All of Life is Foreign Country — Jack Kerouac
My soul is from elsewhere, I am sure of that and I intend to end up there — Jalaluddin Rumi
Every dreamer knows that it is entirely possible to be homesick for a place you’ve never been to, perhaps more homesick than for familiar ground — Judith Thurman
I have been on the road all my life. I call the suitcase my wardrobe and the trains, planes and cars I have travelled in my temporary accommodation. So, it did not surprise me when a close friend once asked me : “isn’t it time you bought a house of your own?” He then smiled and answered his own question by asking another question: you don’t have any roots, do you?
I was speechless with fear because he was right. Like the water that conforms to the vessel it is in, I have been at home in many cultures. Along the way, I have known only two types of humans : good and bad.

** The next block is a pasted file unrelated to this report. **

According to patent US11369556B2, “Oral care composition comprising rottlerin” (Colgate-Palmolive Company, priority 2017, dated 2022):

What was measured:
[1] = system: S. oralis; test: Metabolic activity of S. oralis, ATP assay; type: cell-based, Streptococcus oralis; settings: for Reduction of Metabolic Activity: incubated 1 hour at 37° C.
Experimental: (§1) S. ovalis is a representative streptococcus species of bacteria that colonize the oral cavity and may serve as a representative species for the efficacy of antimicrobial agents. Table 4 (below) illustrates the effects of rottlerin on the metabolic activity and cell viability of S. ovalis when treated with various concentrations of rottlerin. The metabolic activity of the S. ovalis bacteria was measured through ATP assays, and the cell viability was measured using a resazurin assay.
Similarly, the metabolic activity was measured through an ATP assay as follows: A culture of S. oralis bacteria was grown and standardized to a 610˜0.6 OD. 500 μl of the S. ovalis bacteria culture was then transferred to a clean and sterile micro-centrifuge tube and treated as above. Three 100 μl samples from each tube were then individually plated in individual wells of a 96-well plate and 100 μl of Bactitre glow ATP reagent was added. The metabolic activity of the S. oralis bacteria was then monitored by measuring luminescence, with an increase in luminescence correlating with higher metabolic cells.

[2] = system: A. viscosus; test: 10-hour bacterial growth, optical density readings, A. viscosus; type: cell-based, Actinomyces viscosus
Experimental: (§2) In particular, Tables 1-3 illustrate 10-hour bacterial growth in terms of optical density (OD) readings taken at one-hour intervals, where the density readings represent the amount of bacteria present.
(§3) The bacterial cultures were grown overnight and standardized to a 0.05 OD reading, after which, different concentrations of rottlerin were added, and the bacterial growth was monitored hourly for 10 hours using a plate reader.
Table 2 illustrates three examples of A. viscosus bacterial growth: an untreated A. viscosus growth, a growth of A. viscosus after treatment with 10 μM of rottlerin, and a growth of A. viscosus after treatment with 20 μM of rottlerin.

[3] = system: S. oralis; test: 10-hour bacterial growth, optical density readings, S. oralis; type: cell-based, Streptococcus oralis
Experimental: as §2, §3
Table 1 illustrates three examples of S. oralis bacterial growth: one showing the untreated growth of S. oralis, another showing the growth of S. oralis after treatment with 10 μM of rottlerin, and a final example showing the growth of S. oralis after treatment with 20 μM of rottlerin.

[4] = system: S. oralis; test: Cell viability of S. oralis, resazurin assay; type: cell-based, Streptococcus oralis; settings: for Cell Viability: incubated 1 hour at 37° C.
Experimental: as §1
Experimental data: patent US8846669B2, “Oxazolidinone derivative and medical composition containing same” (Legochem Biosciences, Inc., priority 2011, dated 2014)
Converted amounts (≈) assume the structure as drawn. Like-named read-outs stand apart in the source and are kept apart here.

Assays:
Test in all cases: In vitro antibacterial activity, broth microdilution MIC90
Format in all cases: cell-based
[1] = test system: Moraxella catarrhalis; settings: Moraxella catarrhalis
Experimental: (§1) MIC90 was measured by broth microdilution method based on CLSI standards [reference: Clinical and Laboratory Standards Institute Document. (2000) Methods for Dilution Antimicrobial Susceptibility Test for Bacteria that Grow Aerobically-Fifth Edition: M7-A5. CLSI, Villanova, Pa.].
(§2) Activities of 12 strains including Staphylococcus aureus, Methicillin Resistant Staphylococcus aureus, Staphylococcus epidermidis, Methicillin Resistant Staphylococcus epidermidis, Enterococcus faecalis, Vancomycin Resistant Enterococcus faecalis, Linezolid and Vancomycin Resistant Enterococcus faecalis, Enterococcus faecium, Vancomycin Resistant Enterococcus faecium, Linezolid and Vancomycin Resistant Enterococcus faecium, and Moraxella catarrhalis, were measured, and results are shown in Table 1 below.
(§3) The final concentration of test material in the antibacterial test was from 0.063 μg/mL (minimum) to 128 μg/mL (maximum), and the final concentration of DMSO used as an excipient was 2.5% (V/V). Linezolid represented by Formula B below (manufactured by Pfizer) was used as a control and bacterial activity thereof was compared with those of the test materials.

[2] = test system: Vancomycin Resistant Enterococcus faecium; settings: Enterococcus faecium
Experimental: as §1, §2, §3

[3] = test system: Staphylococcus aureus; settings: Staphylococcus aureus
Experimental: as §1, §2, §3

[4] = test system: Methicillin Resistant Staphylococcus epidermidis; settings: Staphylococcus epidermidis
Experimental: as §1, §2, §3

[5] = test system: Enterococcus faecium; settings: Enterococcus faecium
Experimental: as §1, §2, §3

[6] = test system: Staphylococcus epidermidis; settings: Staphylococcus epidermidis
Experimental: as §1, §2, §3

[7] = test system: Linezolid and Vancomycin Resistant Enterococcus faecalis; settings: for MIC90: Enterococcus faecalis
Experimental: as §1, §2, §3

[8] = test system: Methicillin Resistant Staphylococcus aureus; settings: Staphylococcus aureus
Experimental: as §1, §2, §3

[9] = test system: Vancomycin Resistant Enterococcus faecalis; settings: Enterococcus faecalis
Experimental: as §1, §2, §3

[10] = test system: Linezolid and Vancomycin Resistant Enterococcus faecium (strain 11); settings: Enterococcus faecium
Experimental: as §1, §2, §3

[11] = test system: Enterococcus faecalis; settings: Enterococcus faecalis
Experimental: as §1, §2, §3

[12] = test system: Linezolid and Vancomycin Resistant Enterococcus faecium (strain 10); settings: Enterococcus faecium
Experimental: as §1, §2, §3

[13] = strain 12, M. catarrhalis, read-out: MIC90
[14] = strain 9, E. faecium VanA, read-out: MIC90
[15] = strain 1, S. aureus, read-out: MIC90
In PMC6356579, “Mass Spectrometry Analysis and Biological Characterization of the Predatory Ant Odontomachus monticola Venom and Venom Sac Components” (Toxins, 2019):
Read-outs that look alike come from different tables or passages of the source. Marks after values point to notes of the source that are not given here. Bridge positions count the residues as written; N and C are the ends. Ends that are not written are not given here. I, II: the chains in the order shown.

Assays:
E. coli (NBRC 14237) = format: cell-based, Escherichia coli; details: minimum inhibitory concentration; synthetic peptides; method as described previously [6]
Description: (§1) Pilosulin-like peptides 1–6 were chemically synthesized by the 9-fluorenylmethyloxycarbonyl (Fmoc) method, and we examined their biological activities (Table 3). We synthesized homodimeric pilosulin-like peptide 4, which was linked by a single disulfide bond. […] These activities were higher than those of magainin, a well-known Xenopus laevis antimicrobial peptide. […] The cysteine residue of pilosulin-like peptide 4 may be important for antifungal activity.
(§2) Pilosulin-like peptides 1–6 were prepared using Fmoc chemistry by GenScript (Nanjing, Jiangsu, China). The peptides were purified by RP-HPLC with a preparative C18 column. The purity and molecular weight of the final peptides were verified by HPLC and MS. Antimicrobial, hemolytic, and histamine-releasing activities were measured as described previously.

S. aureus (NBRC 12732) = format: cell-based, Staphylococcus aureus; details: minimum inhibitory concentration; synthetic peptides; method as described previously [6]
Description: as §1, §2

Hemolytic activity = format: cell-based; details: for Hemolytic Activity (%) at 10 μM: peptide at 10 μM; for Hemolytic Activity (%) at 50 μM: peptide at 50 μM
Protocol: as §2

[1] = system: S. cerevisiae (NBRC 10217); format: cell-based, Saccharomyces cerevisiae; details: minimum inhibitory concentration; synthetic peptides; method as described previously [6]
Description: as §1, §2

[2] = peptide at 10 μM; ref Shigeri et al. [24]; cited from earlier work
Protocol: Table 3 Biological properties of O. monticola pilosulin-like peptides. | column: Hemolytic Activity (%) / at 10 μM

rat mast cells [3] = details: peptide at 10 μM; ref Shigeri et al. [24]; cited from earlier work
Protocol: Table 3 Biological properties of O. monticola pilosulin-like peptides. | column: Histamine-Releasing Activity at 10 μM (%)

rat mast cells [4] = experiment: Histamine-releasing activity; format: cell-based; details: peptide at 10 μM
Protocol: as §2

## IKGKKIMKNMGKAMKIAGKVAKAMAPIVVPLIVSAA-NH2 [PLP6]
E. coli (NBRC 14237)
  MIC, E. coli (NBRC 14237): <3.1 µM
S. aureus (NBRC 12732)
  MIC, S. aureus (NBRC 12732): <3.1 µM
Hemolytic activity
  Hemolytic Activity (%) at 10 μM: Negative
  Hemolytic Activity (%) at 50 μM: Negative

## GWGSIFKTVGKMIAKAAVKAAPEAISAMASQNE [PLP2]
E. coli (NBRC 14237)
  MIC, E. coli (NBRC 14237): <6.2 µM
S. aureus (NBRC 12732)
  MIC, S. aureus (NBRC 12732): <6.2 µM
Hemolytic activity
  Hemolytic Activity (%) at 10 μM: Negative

My friend then described his home as a fireplace that is always lit on a cold winter night and a tree that always gives shade in the summer. He asked me to imagine a pet that shakes off the wetness off its fur as it runs lovingly towards its owner and a roof that protects the body from getting wet.
It was surprising to him when I said every home I have been to has provided me the memories he makes in his own home. Every friend who has smiled and welcomed me home gave me the warmth of the fireplace.
Every elderly person who held my hand and taught me to walk when I was down gave me the shade of a large banyan tree.
Every animal I have been kind to and petted made me its owner. Not out of any intellectual superiority but by the universal feeling of love.
The meals I have shared with workers on the shop floor, with teachers in the cafeteria and with colleagues in restaurants have reminded me that people are the same everywhere and that a smile can light them up just like the sun does the earth.